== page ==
What are you reading in 2022?


Whatever gaps and slips there were in the first two Inspector Grant books, there weren't any in the third book now credited to Elizabeth MacKintosh's Josephine Tey pseudonym. It isn't an inspector grant book, but instead is the story of Miss Lucy Pym accepting an old friend's invite to visit a women's college in England in the 1940s to give a talk about her book. Definitely recommended. I'm also glad I didn't read the Amazon description (or any other) before picking it up.

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Autistic DM (he/him)
I just finished the third book in Brandon Sanderson's Skyward series: Cytonic. I'll be honest, it was kind of a slog. There were plenty of enjoyable moments . . . but I think that I'm just BrandoSando'd out at the moment. I've read almost all of his books in the past 9 months, and while they're overall really good, the style has started to get old. Especially due to this book being one of his more standard and boring novels and its twist not being that great (in comparison to those of Mistborn, Stormlight, Elantris, and even Steelheart). And the series went in a different direction after the first book than I was expecting and would have preferred. Maybe when I revisit the books sometime in the future I'll be able to appreciate them more. I'm going to put off reading the Skyward Flight Novellas until I've finished something by another author.

I still really liked and recommend Skyward, the first book in the series. It had a great cast, an engaging plot, and interesting twists for what I was going to be a pretty standard Space Opera novel. The series, for me, sadly peaked with the first book. Which is rare for Brandon Sanderson, because I personally enjoyed The Hero of Ages more than The Final Empire, Shadows of Self more than The Alloy of Law, and Words of Radiance more than The Way of Kings. The only other series of his that I think peaked in quality with its first book was Steelheart.

Now, onto finishing The Golden Compass. Maybe I can figure out what the hell is going on soon.


Still reading that instructors book about archery (mostly deals with Recurce-shooting though). And I am halways through a "Write Now!"- book with stuff for SF and Fantasy. I really need to finish those, though the archer-book is kind of moot, as it is so much about recurve-archery. Here in Sweden other material is preferred.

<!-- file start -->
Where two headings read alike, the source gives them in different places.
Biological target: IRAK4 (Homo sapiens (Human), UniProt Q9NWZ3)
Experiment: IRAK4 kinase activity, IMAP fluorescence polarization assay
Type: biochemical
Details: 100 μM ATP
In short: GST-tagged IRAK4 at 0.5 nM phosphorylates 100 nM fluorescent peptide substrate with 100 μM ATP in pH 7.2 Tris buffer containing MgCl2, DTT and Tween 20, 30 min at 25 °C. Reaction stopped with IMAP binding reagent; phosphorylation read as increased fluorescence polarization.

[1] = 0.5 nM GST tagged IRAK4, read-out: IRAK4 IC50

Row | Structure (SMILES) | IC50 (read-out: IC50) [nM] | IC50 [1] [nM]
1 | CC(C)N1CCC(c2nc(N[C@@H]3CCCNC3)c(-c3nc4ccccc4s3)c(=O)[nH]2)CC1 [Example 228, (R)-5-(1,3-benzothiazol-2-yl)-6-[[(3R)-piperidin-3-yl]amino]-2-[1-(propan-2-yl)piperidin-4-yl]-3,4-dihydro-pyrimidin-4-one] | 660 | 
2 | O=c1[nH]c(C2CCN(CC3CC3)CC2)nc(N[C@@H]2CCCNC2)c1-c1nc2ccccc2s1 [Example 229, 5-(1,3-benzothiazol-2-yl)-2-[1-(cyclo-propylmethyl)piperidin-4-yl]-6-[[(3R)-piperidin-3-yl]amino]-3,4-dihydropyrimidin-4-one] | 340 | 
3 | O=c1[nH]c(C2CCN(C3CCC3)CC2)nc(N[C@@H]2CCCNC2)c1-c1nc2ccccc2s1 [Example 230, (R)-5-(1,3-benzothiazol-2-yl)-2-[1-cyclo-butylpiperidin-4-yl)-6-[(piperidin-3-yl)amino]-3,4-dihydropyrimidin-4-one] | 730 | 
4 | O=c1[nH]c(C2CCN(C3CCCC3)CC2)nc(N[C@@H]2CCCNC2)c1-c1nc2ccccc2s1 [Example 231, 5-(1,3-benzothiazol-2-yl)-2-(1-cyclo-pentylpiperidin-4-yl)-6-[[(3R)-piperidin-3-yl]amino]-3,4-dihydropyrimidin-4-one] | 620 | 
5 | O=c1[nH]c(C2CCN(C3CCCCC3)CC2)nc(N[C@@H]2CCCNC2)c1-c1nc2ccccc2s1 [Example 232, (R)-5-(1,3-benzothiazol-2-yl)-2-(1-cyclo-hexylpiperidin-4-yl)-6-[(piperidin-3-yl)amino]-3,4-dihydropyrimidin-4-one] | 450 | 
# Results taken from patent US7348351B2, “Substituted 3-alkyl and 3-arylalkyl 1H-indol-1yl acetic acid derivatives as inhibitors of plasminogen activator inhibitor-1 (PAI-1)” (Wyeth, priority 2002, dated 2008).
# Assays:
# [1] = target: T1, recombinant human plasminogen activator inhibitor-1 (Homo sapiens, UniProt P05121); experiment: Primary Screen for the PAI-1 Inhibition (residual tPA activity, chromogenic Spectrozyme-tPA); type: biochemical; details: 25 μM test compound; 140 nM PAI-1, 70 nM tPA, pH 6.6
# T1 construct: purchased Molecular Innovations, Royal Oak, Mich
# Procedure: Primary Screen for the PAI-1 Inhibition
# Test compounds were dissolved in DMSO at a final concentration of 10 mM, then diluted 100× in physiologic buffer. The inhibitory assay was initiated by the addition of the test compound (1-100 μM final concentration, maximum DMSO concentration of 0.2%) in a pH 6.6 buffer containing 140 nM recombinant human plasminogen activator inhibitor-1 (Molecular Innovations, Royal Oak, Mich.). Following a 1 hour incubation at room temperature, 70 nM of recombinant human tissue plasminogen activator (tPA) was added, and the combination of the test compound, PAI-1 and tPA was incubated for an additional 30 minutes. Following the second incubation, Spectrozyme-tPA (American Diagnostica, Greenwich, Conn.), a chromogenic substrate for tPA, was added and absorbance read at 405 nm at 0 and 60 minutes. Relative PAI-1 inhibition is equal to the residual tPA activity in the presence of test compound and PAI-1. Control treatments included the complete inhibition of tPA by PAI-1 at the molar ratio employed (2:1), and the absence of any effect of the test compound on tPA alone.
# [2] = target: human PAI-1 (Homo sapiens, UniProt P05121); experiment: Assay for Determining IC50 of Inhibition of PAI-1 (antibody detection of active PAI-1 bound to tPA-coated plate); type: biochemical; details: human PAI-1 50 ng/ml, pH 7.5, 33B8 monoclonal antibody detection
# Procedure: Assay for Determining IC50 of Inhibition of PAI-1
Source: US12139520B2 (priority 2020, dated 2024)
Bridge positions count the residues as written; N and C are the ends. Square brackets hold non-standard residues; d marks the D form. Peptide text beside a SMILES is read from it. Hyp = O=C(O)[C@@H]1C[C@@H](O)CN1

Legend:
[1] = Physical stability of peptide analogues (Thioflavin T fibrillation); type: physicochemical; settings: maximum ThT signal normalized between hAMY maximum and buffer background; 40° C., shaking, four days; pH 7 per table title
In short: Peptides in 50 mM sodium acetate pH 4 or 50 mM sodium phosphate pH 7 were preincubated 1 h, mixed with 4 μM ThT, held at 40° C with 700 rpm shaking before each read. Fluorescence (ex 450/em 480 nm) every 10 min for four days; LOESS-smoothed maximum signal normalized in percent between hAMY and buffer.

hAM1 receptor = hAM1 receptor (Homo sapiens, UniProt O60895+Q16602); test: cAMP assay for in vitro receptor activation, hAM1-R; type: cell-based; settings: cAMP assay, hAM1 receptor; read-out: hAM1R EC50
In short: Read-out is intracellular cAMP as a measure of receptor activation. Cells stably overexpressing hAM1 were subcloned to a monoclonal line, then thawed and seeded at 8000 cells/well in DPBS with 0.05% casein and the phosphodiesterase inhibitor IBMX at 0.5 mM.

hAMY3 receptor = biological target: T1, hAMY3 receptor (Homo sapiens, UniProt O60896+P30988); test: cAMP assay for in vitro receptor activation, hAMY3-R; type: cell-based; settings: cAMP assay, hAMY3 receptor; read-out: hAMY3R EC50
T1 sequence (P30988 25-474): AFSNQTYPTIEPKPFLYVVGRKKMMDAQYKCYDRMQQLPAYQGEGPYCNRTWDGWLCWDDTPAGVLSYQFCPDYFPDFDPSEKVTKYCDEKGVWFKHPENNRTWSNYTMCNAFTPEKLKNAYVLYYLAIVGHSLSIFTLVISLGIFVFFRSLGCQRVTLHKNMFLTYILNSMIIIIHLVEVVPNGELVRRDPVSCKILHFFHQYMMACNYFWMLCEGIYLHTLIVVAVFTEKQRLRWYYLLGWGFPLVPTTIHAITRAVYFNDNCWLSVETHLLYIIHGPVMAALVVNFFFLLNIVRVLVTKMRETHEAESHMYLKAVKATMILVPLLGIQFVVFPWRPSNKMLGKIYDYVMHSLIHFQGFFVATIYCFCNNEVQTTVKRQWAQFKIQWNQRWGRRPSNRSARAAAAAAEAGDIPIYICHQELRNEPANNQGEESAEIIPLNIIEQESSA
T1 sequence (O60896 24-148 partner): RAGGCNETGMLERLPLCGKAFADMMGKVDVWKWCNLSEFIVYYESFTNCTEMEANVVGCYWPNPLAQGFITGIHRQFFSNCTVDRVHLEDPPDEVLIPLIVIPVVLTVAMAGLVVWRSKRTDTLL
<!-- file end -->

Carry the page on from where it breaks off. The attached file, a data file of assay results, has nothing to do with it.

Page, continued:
I have however finished reading Blades in the Dark. Interesting setting, but I am not sold on the system after a read-through. Would I like to try and play it? Yes. But I do not think I would be a good GM for it.

Also finished Wasteland King by Lilith Saintcrow. It was the thrid and last book in the Gallow and Ragged-series. Urtban fantasy where Fae interacts with humans, and it does not end well. I liked to book. she has a style of writing that is easy to read. And she is very prolific in her writing, so I have many more series to buy if I want them all. I have previouse read her Bannon & Clare-series, which was steampunk+magic.

Then I finsihed Reese & Reeves 2: Arpeggio by Krystine Brown. It is direct continuation of her previous book. I bought mine form the kickstarter she had to finance it. It is whimsical kind-of steampunk setting, but it is weird, with a lot of pop-culture references. LIke Mad Shelleys disease which turned people into undead monstrosities. Was so-so..

I will now start with an anthology of Cthulhuesque horror-stories by renowned Swedish horror-author Anders Fager, called Samlade Svenska Kulter. I have read some stuff from him before, as he had a number of novellas and 2 adventures as part of the kickstarter for the Swedish version of Call of Cthulhu.

I will also need to reread the rules for The Troubleshooters rpg (some stuff was added after I proof-read it), so I can make more adventures for it.

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